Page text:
In Appreciation : Dan Prowten
Our community has suffered a sad loss. Dan Prowten was an integral part of West Tisbury. He was a man you could count on, a go-to guy, a problem solver, dedicated and smart. He chose the role of guardian and protector. His is the kind of tenacity and pragmatism that make towns, neighborhoods, and inanimate objects work.
Dan exemplified taking responsibility and making a contribution: he was willing to undertake the difficult roles of School Committee, FinCom, EMT, and firefighter and wondered why others, in his opinion, shirked. He was like a terrier: he paid attention, cajoled, and badgered, to tease out solutions and answers. Action was his M.O., and if he could not take it he could become mightily frustrated.
Dan was feisty and locked horns with many people. It is a testament to his integrity and endearing qualities that those who have disagreed with him do not hold it against him. He was a rational, generous man of great charm and principle. He and I disagreed on almost everything, yet he would always make the effort to meet me more than halfway.
The endearing qualities include but are not limited to a well-developed aesthetic appreciation of art, good design, good craftsmanship, good company, music, wine, al fresco cooking and partying under the stars, and on and on.
As a gardener, he quested for hotter-than-hot peppers and great raspberry crops. He dried off the begonia tubers in his window boxes and saved them from year to year. He kept a small forest of bird feeders; stocking the array was a labor of love.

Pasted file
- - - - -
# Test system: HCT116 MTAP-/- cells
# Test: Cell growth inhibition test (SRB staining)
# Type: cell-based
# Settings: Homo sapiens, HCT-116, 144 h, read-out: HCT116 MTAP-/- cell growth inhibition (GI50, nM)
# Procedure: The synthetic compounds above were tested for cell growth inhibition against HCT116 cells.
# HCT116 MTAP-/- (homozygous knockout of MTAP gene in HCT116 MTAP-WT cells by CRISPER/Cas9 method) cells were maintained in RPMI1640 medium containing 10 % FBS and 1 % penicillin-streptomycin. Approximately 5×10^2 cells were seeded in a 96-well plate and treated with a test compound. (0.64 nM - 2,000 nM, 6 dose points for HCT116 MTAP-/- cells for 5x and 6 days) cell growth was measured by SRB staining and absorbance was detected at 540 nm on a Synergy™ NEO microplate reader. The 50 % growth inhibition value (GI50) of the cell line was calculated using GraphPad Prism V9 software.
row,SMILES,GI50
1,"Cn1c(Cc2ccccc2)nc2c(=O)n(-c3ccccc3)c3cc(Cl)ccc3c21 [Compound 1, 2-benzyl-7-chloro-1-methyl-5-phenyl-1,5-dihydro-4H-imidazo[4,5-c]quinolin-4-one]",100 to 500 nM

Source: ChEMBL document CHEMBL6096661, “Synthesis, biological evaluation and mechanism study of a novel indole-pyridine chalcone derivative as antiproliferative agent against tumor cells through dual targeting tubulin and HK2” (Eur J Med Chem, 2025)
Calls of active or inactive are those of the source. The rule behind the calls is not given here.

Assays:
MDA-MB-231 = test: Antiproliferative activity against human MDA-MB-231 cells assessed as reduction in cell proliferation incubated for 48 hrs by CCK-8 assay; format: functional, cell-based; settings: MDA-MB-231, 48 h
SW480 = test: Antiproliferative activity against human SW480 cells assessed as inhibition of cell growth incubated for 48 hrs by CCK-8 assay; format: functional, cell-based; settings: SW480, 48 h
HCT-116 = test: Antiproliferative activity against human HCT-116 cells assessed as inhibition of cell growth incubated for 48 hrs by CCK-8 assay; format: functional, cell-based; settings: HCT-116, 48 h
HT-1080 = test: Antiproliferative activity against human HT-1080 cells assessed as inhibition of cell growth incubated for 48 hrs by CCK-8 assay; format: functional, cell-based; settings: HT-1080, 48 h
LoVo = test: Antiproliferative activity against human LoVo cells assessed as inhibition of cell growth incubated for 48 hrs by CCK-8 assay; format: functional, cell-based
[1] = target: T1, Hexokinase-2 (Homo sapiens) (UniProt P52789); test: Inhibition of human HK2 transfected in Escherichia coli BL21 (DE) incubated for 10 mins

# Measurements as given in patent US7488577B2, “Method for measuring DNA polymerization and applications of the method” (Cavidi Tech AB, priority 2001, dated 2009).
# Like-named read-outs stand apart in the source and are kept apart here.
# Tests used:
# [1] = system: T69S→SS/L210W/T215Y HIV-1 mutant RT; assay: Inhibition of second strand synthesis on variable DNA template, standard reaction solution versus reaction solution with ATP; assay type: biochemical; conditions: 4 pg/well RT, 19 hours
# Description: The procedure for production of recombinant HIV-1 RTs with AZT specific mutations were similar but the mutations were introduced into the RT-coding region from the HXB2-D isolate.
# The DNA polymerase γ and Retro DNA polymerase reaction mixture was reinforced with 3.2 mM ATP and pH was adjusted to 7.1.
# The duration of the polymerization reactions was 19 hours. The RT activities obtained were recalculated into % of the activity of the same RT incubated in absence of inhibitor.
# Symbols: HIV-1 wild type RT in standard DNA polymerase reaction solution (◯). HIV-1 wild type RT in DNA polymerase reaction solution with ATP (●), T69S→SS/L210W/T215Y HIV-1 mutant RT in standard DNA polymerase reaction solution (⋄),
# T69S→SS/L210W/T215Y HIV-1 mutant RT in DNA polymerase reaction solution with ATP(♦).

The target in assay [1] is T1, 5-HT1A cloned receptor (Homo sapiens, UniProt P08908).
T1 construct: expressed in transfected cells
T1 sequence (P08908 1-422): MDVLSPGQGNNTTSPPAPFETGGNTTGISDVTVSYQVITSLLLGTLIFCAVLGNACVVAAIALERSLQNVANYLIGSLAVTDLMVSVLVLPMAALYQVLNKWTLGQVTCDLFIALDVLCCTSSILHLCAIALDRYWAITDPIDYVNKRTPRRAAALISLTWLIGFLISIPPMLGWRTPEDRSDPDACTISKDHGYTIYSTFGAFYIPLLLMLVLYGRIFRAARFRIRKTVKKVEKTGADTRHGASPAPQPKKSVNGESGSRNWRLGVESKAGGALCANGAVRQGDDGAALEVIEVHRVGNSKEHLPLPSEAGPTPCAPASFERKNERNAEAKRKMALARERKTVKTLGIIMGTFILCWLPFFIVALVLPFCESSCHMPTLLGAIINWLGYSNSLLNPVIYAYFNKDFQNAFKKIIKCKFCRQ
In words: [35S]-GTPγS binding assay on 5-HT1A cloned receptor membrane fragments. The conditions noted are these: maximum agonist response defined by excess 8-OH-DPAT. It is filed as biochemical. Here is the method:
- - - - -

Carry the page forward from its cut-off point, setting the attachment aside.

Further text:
Everyone who knew Danny remembers his eyes. Even when he was trying to be gruff, they either expressed humor or could be coaxed into it. His speech was laconic and well modulated. In song, his voice was sweet and soulful. He could wring every ounce of sentiment from a country ballad.
In our neighborhood, Danny kept our road association going, despite some of our members. He wanted a passable road, smooth and functional, for when those 911 calls came and he had to tear out of here. As I said before, he was like a terrier. He paid attention, cajoled, and badgered, trying to tease out solutions and answers.
Dan, Claudia Canerdy Lee, and I functioned as an off-season core road committee, usually meeting at his house. Generations of fancy coffeemakers have by now landed in the Dumptique, but they were not for him. When Danny invited you for coffee, you could count on his time-tested Chemex for a great brew that would keep you jet-fueled for the rest of the day.
He was resourceful and practical. He knew what worked.